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The Fine, Futile Art of Penis Towel Origami

I’m not sure the ancient origami masters envisioned this particular iteration of the meditative art form, but damn it if I didn’t give it a try

Drawing a dick on something strikes me as art at its most accessible. It takes no real skill to do this — it’s just a cylinder and two circles — and no understanding of art to comprehend. It’s universal, too — in every language, a dick is a dick when you see it drawn out. 

I imagine that towel origami — the practice of folding towels into little animals and shapes — registers much the same. While it takes far more skill to assemble, it’s similarly legible and perennially appealing. 

But why should the two be kept separate when they can be so beautifully (and inappropriately) combined together? Behold the dick towel:

Online, there are several guides on how to wow your guests and loved ones by turning your towels into phallic sculptures. “Feel stress and worry leave your body as you impress your flatmates,” one promises. Meanwhile, on Reddit, it’s been a popular “useless talent” to learn for the last several years. It’s also apparently a trick some bartenders like to pull out, or a prank people leave behind at hotels. There’s no real expert or source behind the creation; it’s just thought to be a fun little skill for anyone to hone. 

The thing is, unlike drawing a dick, folding one out of fabric is no easy task. In fact, I’ve spent the last half hour sweating, contorting myself over myriad towels in my home in an attempt to form the perfect towel cock. Worse yet, I believe I’ve failed. 

The tutorials make it look easy. You take a towel, and fold it in half, though it’s unclear whether it’s the hamburger or hot dog way. I honestly can’t figure it out just by looking — it appears as though all the towel origami artists have some sort of rare, near-square towel to work with. In any case, I think it’s a hamburger fold, but some tutorials don’t even fold the towel in half at all, and instead skip to the second step: folding two corners inward, as though you were making a paper airplane.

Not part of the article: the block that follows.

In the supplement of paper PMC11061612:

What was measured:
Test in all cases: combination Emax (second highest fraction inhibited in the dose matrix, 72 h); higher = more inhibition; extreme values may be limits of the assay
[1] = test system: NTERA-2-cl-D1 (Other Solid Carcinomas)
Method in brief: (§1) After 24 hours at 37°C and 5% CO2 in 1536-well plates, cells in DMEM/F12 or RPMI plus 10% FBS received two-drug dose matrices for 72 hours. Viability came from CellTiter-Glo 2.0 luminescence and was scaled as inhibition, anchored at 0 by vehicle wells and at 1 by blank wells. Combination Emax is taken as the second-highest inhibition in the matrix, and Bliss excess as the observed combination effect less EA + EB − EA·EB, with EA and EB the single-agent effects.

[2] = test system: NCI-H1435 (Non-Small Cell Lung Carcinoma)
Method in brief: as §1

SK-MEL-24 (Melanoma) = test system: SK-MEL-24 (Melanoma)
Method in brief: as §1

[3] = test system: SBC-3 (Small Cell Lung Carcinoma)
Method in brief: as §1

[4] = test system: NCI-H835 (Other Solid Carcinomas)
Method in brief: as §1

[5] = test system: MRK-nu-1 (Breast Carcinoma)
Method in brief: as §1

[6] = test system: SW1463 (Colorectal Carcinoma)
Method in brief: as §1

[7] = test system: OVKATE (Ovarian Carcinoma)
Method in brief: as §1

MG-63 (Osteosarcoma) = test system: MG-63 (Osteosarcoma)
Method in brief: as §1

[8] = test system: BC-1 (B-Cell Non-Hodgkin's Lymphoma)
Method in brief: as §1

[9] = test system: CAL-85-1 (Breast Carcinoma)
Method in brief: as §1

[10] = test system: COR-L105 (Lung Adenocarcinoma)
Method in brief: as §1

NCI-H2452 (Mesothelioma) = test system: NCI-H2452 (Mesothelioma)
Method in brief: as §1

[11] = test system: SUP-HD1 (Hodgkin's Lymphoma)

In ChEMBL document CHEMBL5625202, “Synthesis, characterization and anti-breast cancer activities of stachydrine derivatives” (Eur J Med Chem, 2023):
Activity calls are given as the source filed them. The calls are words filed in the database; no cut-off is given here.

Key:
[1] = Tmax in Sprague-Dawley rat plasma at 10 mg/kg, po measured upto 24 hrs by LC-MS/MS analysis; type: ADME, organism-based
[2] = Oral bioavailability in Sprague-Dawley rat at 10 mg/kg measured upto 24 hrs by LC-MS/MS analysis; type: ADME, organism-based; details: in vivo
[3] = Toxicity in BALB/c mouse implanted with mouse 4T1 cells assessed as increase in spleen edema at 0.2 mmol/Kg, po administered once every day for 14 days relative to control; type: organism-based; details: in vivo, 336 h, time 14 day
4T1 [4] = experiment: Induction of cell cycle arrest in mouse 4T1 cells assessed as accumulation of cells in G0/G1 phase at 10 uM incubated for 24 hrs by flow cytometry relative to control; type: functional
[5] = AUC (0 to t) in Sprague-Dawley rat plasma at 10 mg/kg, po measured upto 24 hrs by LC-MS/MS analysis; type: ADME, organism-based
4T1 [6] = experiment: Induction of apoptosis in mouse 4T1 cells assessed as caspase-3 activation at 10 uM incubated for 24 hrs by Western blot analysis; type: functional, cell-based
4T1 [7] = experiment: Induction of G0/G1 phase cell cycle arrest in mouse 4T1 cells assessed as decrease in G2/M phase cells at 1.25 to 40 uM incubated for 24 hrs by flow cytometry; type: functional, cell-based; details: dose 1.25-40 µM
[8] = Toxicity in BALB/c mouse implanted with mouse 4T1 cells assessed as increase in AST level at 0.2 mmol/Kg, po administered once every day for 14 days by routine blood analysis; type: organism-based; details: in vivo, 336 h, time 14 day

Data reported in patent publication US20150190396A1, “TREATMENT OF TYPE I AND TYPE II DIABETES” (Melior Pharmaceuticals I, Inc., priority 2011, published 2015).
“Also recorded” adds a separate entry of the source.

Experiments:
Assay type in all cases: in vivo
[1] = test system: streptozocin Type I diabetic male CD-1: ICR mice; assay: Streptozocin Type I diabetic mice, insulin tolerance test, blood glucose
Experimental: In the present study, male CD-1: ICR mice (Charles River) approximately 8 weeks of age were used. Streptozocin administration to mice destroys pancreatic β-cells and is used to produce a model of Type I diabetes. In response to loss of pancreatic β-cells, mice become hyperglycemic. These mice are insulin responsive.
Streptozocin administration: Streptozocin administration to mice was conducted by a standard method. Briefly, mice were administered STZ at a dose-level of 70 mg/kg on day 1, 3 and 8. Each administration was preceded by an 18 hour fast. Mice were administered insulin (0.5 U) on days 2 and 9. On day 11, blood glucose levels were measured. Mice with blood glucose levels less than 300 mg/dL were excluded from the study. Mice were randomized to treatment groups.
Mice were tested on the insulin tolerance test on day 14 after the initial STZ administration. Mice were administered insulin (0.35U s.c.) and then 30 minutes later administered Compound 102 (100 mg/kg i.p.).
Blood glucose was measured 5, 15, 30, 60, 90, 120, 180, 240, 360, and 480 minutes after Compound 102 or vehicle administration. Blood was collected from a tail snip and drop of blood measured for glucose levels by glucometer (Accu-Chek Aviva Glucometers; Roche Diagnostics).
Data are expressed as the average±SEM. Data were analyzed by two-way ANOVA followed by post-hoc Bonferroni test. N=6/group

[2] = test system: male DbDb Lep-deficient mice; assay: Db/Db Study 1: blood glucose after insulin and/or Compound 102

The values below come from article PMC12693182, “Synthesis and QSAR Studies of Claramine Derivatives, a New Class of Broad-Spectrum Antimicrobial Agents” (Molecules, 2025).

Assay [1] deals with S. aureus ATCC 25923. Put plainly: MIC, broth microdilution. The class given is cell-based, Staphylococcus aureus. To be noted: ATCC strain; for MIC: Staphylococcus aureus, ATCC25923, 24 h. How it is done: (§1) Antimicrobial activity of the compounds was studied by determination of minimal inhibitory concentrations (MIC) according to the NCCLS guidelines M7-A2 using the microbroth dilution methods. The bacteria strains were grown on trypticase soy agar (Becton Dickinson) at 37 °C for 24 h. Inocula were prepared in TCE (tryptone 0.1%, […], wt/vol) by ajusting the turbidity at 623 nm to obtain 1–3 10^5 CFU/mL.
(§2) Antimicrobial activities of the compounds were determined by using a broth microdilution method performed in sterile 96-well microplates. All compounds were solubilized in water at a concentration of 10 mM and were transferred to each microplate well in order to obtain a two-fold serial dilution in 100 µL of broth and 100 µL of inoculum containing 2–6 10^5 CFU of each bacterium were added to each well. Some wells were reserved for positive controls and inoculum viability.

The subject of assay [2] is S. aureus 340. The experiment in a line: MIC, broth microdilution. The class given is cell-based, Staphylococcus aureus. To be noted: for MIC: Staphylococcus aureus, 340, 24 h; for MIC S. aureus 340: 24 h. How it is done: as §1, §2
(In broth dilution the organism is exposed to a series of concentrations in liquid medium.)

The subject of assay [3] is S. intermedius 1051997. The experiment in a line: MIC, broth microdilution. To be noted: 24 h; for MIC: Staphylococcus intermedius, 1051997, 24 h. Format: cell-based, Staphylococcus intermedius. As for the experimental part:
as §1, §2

Next, you supposedly take the tip of your “airplane” and fold it under. Then, you tightly begin rolling the wings inward. If you manage to roll both wings inward at the same time, a nicely curved cock will begin to rise like an erection, with that little corner you folded inward forming the head and the loose ends of the rolls forming the balls. And if you flip it around and hang it over a towel bar, you’ve got yourself a nice dick to display. 

But such a process did not evolve for me. Using a regular bath towel and a hand towel, I was able to form something penis-like, but never the perfect boner. I also tried using a square-face towel, which yielded the most impressive erection while folded, but it couldn’t even hold its form long enough for me to take a picture.

To me, both the other towels looked more elephant-like than penis-y, though you could definitely say they looked like towels folded to look like a penis. I do think that while the tutorials vary, folding it in half did yield a better boner than not doing it, but if you want a penis that keeps its shape — maybe to lay on the bed of your guest room when you have company — not folding it in half worked better. 

Either way, I’ve emerged from this process with an even greater appreciation for both dick art and towel art. Regardless of the medium, we’re always going to try to make dicks out of it, and that’s special! There will never be an art form where this isn’t true. 

And as for the towel folders, they truly have a remarkable skillset. The next time I’m in a hotel with a towel folded into a critter, I’m leaving at least five extra bucks. If I want to incorporate more dick-shaped objects into my bathroom, however, I think I’ll need an alternative. Maybe I can whittle bars of soap into dicks, instead?